For ages marketers have segmented consumers by age, education, geography, income and gender, or any combination of these descriptors and several other similar segments. More recently, these have been further parsed with psychographics, which segment individuals by beliefs and biases. Today, I advise clients to research and segment consumers by buying behaviors instead, as the other established segmentation methods are increasingly antiquated.
Aging but active boomers, formerly self-involved Gen Xers pushing strollers, computer-savvy grandmas, stay-at-home Dads and other so-called 'anomolies' are blurring long-held views of what defines a generation or gender. Combined with the power consumers have to gather and share information about brands and products, no traditional demographic component is particularly useful in product development or messaging.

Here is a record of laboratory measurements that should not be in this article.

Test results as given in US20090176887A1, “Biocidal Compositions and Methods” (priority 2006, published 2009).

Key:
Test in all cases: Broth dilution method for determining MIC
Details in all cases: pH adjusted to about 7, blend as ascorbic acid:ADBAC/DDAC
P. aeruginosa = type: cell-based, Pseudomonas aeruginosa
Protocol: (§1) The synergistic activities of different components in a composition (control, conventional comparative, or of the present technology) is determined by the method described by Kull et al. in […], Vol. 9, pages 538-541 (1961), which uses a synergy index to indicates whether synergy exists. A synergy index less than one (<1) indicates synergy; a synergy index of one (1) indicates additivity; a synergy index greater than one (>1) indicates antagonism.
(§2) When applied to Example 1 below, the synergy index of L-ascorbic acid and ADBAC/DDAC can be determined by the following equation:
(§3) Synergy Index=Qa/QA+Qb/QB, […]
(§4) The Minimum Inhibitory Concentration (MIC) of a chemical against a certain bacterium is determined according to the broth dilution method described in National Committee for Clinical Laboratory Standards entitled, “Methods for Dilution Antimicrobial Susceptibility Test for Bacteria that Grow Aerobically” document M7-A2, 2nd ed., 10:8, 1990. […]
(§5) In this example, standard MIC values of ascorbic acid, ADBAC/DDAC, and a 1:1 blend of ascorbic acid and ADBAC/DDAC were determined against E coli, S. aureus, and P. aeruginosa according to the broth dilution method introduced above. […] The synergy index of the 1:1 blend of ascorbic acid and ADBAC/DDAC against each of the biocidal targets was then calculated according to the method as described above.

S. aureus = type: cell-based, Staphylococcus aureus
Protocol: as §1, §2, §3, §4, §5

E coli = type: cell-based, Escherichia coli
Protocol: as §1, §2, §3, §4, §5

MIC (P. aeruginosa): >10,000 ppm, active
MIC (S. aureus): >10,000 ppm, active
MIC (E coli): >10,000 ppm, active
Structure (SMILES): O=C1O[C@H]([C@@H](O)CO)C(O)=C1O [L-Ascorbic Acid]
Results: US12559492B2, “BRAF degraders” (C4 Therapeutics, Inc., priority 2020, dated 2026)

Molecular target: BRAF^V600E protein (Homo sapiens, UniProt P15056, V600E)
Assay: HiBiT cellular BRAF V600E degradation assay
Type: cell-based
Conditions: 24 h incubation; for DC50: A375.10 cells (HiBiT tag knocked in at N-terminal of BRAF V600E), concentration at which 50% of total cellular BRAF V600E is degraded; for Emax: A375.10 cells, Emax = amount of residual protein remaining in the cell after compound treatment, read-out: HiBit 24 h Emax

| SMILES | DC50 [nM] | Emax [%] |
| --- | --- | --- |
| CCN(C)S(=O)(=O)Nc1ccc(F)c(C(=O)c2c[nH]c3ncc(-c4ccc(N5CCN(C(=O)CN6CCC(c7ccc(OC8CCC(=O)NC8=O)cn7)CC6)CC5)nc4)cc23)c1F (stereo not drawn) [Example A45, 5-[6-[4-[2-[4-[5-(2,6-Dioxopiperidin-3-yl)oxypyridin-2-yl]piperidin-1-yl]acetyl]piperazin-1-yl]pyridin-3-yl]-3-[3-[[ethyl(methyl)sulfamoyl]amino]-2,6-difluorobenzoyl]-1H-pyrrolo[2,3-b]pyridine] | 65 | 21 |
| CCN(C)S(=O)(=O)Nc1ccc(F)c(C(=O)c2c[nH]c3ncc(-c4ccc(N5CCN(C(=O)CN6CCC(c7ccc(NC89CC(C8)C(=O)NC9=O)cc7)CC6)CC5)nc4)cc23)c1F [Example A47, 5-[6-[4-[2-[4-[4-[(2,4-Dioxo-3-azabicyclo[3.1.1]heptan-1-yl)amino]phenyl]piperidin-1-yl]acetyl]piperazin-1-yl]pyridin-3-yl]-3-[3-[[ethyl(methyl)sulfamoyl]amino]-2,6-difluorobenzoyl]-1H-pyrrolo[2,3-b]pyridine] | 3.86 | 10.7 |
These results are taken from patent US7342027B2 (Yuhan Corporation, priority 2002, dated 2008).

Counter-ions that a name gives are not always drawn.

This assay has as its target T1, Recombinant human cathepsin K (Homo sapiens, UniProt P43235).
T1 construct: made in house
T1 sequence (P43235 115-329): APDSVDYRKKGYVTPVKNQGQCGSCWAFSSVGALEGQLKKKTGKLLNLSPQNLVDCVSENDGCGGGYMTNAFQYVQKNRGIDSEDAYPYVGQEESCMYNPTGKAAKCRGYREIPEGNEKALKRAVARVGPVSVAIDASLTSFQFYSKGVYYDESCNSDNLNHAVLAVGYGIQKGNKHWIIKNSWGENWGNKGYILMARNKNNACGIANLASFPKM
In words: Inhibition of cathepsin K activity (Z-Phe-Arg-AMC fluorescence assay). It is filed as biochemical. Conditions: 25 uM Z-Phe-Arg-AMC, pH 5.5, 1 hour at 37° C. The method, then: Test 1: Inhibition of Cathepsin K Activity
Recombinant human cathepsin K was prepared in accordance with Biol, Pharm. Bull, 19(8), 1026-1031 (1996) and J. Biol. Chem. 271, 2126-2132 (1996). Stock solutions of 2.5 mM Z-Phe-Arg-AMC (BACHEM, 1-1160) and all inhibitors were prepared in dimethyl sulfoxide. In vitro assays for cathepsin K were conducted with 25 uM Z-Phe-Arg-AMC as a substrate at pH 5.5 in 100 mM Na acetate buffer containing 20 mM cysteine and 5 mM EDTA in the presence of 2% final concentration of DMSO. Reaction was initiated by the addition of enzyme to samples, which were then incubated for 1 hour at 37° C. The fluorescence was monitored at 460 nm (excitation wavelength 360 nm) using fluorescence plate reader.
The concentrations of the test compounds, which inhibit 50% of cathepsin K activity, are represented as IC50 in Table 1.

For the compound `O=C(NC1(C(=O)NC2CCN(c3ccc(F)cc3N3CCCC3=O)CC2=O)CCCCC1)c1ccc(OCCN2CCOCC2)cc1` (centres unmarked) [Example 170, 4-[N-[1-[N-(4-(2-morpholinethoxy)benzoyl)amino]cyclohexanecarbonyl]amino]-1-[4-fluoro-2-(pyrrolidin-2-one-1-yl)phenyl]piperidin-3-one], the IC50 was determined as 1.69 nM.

Whether retail or business to business, buying decisions follow discrete, established processes of collecting and evaluating information that are far better barometers of what messages and media are most effective.
Reaching out and responding to consumers is most effective as a reflection of common behaviors, not birthdays.